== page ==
The percentage of mortgages in Texas that are seriously delinquent has fallen since 1989, according to a study released by Mortgage Information Corp.
The state now looks better than the nation as a whole when it comes to conventional loans that are overdue by 90 days or more. At midyear Texas was one fifth below the national average in delinquencies on fixed-rate loans and two fifths on adjustables.
At midyear Texas was running at only four fifths the national rate in fixed-rate delinquencies, and at only two fifths on adjustables.
According to the study, employment growth and a diversified economy were the main factors contributing to the performance.
Texas gained more than a quarter of a million jobs between March 1994 and March 1995, more than any other state in the nation, according to figures released by the Texas comptroller's office. Tourism, high- technology, finance, insurance, and real estate businesses stepped in to fill employment gaps left behind by the oil and gas industry.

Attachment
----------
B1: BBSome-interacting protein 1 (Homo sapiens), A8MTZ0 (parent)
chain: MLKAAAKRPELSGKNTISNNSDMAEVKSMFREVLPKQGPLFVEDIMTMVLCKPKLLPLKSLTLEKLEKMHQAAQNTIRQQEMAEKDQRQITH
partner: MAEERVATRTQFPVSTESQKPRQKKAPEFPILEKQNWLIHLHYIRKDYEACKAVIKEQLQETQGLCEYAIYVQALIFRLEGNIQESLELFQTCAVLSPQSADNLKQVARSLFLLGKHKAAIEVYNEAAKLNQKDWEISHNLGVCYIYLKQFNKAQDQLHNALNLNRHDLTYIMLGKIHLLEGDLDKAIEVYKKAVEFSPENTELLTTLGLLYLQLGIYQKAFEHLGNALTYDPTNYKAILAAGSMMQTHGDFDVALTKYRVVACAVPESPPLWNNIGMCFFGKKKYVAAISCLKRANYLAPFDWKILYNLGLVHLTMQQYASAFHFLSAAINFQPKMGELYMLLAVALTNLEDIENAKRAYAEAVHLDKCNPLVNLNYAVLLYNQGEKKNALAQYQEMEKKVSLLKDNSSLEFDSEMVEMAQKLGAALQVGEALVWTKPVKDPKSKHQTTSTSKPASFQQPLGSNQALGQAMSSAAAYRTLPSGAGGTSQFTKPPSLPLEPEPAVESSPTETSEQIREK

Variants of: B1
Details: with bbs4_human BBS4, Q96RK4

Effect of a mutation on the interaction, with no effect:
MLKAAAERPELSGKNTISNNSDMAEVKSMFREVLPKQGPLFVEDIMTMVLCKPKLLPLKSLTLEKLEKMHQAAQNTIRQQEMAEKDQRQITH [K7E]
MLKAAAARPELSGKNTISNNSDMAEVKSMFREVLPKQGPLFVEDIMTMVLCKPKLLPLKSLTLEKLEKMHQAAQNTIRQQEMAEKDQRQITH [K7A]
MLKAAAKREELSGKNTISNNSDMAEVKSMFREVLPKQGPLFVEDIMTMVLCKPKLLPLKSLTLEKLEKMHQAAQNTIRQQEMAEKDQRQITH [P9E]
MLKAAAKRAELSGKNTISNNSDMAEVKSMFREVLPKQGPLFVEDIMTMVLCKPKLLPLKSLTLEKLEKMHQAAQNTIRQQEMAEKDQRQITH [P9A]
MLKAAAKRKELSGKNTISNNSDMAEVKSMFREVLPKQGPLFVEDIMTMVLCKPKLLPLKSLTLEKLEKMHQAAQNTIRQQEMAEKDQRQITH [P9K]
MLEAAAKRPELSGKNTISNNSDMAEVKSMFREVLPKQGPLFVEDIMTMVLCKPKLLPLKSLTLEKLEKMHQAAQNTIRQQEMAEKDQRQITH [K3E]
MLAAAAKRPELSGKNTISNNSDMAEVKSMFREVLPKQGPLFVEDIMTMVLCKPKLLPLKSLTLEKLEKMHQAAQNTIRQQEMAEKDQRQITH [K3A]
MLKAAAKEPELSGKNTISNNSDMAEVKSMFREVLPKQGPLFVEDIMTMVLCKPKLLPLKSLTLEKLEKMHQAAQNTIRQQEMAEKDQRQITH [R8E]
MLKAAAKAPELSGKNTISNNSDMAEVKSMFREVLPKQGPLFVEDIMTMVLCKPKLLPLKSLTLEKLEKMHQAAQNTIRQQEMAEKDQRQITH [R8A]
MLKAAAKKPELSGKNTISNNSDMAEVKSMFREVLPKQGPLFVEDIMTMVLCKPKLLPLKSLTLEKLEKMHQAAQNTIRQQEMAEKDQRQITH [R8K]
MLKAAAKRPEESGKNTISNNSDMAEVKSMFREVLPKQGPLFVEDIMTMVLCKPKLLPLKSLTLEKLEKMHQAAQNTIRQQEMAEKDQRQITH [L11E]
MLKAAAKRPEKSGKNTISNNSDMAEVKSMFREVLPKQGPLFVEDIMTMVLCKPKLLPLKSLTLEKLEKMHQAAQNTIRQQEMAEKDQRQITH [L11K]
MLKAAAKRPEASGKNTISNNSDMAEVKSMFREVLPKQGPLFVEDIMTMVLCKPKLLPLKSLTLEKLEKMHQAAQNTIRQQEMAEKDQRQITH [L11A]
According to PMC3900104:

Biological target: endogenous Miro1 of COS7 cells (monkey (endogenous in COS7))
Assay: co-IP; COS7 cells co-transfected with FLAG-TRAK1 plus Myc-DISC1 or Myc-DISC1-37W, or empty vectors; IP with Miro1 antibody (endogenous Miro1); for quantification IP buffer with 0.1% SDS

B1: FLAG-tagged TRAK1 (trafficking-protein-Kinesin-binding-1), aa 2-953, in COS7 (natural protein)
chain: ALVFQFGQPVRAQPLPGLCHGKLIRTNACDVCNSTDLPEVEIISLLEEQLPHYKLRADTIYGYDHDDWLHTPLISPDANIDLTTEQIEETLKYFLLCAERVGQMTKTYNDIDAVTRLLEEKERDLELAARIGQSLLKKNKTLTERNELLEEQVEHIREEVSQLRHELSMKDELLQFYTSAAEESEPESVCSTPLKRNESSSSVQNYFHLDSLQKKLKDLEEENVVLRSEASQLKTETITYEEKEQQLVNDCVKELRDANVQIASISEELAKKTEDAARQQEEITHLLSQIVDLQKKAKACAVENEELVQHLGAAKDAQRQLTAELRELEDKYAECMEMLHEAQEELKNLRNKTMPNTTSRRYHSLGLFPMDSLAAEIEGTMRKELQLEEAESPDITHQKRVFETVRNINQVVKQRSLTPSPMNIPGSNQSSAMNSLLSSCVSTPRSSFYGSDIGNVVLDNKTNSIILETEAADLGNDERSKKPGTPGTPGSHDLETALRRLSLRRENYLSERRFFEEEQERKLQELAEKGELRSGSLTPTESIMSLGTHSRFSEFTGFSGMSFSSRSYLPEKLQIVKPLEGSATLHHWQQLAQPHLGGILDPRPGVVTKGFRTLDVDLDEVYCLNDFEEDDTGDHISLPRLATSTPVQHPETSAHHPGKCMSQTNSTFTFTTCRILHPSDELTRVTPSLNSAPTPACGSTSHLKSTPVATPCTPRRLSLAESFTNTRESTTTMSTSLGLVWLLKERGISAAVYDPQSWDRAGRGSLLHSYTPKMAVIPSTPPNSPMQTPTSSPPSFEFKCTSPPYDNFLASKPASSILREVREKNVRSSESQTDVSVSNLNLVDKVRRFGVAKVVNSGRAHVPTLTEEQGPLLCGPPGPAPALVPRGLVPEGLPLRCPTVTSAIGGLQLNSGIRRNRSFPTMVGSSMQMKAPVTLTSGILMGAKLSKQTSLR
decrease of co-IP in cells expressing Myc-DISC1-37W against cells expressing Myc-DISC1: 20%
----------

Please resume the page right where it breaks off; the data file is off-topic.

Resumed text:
"The change (in mortgage rate figures) is most evident as we see diversification of the economy." says Ian Wong, marketing manager for Mortgage Information Corp. "As Texas continues to diversify, it should be a booming place."
But lenders should beware - mortgage-payment track records vary by location and year of origination.
Austin, with low business costs and an 8% annual housing appreciation rate over the past four years, is one of the healthiest prospects for mortgage growth. The city's 0.21% of seriously delinquent loans is the lowest in the state.